Ramon Ferrer i Cancho

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Words in human language interact in sentences in non-random ways, and allow humans to construct an astronomic variety of sentences from a limited number of discrete units. This construction process is extremely fast and robust. The co-occurrence of words in sentences reflects language organization in a subtle manner that can be described in terms of a graph(More)
The emergence of a complex language is one of the fundamental events of human evolution, and several remarkable features suggest the presence of fundamental principles of organization. These principles seem to be common to all languages. The best known is the so-called Zipf's law, which states that the frequency of a word decays as a (universal) power law(More)
Many languages are spoken on Earth. Despite their diversity, many robust language universals are known to exist. All languages share syntax, i.e., the ability of combining words for forming sentences. The origin of such traits is an issue of open debate. By using recent developments from the statistical physics of complex networks, we show that different(More)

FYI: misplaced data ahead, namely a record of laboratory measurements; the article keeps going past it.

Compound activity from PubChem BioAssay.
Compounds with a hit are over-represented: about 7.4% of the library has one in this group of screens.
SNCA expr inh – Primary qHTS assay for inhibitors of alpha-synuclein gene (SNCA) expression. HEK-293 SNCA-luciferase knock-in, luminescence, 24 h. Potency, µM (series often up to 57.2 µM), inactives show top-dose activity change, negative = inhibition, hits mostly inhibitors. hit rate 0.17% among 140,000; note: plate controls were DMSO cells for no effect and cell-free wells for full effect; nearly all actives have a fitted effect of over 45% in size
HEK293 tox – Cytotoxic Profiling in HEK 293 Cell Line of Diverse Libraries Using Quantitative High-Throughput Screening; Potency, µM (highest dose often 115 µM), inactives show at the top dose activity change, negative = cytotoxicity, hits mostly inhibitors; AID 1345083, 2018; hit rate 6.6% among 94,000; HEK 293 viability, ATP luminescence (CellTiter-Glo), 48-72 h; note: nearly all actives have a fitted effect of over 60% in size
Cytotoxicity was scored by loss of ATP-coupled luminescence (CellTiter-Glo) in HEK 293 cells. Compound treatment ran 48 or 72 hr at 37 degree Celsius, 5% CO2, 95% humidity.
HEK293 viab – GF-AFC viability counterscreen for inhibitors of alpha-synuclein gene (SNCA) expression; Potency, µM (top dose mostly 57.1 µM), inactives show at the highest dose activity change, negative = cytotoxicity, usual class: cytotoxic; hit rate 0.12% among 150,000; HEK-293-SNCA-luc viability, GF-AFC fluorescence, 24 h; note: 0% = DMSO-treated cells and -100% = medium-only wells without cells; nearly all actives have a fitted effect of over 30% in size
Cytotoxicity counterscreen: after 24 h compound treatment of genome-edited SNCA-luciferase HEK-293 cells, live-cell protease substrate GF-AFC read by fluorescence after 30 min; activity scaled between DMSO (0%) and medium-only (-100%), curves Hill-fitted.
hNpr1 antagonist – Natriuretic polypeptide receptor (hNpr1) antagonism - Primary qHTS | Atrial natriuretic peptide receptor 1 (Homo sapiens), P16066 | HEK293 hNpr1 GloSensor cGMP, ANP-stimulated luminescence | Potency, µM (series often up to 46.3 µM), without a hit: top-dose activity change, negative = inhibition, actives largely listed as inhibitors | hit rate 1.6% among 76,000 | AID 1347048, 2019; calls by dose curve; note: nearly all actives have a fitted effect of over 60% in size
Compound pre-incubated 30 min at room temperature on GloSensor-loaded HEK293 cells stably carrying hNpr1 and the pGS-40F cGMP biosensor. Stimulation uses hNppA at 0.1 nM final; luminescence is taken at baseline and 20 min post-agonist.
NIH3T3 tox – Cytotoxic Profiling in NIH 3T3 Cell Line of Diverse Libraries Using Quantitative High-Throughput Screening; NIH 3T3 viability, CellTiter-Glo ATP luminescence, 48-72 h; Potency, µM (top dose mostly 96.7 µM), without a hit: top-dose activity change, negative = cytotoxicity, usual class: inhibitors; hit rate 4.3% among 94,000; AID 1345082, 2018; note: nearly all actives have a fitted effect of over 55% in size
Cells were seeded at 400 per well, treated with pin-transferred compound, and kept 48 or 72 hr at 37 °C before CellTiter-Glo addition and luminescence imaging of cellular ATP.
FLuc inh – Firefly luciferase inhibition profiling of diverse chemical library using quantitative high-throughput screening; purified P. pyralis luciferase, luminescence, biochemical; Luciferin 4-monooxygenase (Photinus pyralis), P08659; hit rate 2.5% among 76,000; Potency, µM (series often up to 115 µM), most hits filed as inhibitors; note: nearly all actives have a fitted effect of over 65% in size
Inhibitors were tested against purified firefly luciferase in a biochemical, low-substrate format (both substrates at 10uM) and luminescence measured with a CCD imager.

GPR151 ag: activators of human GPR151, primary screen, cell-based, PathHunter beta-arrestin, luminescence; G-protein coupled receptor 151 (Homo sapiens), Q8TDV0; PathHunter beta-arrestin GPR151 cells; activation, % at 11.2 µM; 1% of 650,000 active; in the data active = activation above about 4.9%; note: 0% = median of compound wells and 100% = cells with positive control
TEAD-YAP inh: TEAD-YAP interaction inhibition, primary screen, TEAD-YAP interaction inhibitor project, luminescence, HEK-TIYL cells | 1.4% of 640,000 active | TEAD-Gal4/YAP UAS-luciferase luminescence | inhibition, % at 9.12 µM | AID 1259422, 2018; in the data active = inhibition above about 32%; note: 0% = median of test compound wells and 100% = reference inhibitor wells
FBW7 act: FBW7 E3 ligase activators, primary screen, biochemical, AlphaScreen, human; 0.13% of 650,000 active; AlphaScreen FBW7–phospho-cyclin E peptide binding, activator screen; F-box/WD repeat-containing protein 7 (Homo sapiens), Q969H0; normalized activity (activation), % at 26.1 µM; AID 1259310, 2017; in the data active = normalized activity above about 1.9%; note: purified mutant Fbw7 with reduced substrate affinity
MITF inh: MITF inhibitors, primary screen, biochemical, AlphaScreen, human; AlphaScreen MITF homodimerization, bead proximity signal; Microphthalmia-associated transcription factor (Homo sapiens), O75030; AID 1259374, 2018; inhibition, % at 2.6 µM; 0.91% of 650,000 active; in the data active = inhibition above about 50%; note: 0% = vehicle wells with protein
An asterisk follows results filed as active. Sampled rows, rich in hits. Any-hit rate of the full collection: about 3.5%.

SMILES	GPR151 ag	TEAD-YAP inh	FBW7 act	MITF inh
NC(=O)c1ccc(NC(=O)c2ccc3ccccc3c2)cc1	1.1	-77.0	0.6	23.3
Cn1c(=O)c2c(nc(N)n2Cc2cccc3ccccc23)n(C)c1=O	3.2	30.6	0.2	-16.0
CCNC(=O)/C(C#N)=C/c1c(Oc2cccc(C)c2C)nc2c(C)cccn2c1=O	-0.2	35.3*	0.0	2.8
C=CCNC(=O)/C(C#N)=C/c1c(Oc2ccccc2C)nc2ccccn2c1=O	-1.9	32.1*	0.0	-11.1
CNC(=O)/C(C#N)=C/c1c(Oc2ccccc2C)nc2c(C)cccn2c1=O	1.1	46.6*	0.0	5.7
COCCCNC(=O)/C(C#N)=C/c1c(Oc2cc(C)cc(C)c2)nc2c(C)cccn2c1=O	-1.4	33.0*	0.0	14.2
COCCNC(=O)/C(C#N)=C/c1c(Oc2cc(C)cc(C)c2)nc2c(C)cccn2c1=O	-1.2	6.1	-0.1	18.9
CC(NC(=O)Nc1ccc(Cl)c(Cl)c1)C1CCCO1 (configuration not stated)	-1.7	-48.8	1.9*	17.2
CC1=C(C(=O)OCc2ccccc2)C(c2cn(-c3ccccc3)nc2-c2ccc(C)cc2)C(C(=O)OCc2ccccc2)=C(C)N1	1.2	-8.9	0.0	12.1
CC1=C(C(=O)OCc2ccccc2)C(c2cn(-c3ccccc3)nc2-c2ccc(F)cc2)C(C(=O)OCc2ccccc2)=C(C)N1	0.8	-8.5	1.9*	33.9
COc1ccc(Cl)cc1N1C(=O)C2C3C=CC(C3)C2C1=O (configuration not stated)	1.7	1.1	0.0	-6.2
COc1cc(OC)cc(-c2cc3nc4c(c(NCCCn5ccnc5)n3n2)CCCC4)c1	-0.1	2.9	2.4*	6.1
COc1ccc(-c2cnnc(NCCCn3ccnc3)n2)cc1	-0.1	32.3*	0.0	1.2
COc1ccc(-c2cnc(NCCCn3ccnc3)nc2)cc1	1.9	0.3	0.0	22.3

We study the Euclidean distance between syntactically linked words in sentences. The average distance is significantly small and is a very slowly growing function of sentence length. We consider two nonexcluding hypotheses: (a) the average distance is minimized and (b) the average distance is constrained. Support for (a) comes from the significantly small(More)
We study the correlations in the connectivity patterns of large scale syntactic dependency networks. These networks are induced from treebanks: their vertices denote word forms which occur as nuclei of dependency trees. Their edges connect pairs of vertices if at least two instance nuclei of these vertices are linked in the dependency structure of a(More)
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